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Germany's Scholz looking to Nigeria for natural gas — report

October 29, 2023

The German chancellor landed in Nigeria on Sunday. Earlier, he told a local newspaper that there was potential for "much more cooperation and investment" with Abuja.

Olaf Scholz disembarking his plane in Abuja, Nigeria
Chancellor Olaf Scholz is looking to strengthen bilateral relations with Africa's largest economyImage: Michael Kappeler/dpa/picture alliance

Germany is eyeing the possibility of importing natural gas from Nigeria, according to comments Chancellor Olaf Scholz made in an interview with Nigerian daily newspaper The Punch.

Scholz touched down in the West African state on Sunday for a trip aimed at strengthening bilateral relations with Africa's largest economy, his office said in a statement.

It is the German leader's first visit to Nigeria since the inauguration of the new government under President Bola Tinubu.

What did Scholz say?

"Nigeria has the biggest gas supply in Africa," Scholz was quoted by the Nigerian newspaper as saying. "German companies are interested in gas deliveries from Nigeria and look forward to cooperation with Nigerian gas companies."

Scholz also said that Germany saw Nigeria as "a key partner for us in Africa, politically and economically."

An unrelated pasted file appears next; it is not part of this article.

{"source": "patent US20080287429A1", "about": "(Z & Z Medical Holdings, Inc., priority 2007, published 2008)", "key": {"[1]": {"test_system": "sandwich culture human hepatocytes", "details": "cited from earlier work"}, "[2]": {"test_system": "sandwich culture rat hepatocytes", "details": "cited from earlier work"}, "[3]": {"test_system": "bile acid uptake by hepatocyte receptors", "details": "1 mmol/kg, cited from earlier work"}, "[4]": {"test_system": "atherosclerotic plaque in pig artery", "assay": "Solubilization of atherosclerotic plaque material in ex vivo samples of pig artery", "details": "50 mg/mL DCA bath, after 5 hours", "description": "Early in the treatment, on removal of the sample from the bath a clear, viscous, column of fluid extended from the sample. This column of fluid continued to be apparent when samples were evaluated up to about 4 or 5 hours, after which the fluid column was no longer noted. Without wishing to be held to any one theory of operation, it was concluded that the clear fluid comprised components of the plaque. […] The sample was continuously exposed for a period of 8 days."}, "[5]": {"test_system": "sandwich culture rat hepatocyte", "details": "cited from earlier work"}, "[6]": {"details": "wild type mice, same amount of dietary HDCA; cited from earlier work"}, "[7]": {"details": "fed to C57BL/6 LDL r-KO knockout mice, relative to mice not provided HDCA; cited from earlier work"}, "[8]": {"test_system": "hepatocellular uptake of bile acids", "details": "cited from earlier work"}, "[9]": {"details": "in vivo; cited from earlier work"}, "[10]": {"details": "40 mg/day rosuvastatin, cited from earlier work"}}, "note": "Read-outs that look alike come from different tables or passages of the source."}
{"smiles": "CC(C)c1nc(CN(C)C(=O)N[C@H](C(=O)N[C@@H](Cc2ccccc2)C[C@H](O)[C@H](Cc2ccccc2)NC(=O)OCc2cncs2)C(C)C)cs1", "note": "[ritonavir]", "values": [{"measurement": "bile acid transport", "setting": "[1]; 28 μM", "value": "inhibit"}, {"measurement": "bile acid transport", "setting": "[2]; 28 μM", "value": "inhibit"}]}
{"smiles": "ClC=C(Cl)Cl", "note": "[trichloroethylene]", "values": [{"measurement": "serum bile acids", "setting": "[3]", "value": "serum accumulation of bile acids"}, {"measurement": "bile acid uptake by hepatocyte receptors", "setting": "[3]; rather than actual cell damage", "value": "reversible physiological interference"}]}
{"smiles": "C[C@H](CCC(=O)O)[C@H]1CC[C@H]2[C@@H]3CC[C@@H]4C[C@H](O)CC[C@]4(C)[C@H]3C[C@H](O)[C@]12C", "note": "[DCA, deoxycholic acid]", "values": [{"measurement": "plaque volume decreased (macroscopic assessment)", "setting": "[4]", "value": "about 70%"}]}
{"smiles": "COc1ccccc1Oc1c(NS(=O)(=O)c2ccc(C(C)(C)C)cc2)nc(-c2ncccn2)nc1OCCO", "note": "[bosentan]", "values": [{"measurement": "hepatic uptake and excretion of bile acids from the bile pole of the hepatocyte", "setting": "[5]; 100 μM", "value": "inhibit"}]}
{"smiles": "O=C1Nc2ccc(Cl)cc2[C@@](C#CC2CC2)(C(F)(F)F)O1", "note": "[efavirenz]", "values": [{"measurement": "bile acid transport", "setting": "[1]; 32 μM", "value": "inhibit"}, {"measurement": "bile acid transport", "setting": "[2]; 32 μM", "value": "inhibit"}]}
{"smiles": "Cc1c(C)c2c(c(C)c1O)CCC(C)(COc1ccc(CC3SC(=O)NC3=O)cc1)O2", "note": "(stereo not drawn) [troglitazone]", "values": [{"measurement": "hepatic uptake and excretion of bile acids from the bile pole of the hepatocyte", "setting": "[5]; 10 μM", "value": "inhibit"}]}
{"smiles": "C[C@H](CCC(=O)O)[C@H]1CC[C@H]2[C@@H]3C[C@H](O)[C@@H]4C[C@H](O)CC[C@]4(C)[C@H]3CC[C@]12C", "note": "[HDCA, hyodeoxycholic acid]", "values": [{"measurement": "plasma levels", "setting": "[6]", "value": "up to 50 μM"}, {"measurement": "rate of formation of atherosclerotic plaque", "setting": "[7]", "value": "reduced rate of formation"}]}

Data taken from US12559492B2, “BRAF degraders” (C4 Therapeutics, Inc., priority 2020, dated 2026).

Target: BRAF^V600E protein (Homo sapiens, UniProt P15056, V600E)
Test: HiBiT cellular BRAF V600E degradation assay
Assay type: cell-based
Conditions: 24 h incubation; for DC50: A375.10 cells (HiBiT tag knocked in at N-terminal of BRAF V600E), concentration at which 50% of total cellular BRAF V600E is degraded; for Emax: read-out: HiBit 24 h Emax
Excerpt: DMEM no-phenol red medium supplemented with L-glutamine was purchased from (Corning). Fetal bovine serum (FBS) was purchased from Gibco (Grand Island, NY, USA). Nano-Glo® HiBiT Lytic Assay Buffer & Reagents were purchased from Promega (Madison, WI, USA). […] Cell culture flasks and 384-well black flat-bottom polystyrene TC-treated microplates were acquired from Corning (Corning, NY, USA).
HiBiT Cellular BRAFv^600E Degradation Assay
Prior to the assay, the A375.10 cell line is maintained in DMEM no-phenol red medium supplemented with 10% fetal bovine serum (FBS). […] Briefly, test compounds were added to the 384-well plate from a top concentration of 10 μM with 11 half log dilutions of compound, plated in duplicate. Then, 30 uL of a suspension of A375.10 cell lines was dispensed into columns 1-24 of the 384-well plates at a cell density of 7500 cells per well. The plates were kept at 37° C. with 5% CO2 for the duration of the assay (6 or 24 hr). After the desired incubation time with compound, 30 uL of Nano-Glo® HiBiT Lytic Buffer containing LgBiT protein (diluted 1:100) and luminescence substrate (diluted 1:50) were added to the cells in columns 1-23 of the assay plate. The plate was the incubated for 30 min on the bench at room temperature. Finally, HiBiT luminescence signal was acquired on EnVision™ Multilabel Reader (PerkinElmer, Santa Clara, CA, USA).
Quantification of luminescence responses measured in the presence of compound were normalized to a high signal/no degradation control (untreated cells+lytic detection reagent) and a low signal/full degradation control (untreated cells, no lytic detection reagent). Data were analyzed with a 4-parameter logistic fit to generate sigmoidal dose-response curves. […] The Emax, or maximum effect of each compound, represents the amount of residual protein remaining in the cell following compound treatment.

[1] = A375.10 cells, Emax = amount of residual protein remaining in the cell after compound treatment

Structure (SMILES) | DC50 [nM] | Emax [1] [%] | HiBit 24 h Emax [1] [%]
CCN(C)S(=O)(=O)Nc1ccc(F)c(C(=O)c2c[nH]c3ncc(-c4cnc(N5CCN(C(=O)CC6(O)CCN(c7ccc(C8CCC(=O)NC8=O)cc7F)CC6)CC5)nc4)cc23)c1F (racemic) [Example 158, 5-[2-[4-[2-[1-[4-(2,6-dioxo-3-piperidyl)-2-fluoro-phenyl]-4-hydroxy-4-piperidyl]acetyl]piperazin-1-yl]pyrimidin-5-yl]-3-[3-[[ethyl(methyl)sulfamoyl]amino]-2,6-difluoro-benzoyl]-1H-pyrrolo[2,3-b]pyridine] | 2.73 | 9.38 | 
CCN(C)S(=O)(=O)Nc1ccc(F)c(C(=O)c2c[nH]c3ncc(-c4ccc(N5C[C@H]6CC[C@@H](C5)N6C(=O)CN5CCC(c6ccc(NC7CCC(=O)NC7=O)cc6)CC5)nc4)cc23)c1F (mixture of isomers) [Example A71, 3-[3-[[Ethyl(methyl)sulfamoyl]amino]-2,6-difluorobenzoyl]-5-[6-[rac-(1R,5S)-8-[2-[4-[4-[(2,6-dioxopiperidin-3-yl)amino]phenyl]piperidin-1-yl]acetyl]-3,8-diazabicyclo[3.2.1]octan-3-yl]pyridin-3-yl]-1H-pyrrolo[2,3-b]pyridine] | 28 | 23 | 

The German chancellor added that he was "eager to discover the country and strengthen and deepen our partnership," mentioning economic cooperation, investments, global issues, migration and security.

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Scholz is expected to hold talks with Tinubu during his trip. He is also scheduled to open a Nigeria-German business conference and meet with civil society representatives and entrepreneurs.

Hydrogen also needed for energy transition

Scholz said Germany was also looking into "joint initiatives to ramp up the hydrogen market," with hydrogen set to play an important role in the future.

Germany currently imports large quantities of crude oil from Nigeria, but no gas.

"Germany has a considerable demand for natural gas and, going forward, hydrogen to fuel its economy and energy transition. Concrete amounts should be agreed on in negotiations between Nigerian gas producers and German gas traders," Scholz was reported to have said.

Scholz also pointed out that Nigeria was Germany's second-largest trading partner in sub-Saharan Africa, with direct German investments in Nigeria amounting to €150 million ($158 million) in 2021.

He said there was potential for greater cooperation and investment in several areas, from "infrastructure and energy to agriculture business, mineral resources, information and communication technologies, transport and logistics, and beyond."

Following the visit to Nigeria, Scholz is to travel on to Ghana.

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kb/nm (dpa, Reuters)